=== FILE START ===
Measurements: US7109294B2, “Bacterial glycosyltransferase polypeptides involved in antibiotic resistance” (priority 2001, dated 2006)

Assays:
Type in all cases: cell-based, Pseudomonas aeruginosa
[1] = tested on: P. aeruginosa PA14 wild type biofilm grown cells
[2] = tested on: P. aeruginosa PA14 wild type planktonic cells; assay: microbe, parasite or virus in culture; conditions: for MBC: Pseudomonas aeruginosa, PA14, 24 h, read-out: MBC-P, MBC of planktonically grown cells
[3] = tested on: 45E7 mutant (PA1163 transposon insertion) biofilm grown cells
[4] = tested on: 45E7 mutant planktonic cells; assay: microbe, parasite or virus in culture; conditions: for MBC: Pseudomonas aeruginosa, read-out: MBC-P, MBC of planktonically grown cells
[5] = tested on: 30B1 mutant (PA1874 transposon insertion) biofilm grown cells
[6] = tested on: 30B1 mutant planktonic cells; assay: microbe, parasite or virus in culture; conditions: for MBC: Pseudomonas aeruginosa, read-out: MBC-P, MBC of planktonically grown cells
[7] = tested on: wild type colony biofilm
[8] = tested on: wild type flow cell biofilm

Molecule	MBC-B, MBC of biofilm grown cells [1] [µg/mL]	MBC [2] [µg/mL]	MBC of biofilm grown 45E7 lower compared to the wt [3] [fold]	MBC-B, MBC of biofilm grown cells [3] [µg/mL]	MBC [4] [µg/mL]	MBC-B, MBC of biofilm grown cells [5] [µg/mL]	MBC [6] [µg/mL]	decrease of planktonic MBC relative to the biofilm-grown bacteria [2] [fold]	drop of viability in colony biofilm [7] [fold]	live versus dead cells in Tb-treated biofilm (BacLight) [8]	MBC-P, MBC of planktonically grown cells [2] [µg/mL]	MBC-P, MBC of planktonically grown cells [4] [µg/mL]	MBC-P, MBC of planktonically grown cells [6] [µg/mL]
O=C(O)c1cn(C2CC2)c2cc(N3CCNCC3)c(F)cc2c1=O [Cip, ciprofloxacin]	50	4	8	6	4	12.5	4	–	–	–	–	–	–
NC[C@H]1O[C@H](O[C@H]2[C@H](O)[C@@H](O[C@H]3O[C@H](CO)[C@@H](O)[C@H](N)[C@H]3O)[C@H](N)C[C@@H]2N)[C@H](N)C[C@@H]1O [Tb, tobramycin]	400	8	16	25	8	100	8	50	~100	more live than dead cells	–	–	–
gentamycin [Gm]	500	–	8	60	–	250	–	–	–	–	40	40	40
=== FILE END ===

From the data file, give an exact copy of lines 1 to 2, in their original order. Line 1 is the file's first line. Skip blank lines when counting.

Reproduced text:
Measurements: US7109294B2, “Bacterial glycosyltransferase polypeptides involved in antibiotic resistance” (priority 2001, dated 2006)

Assays: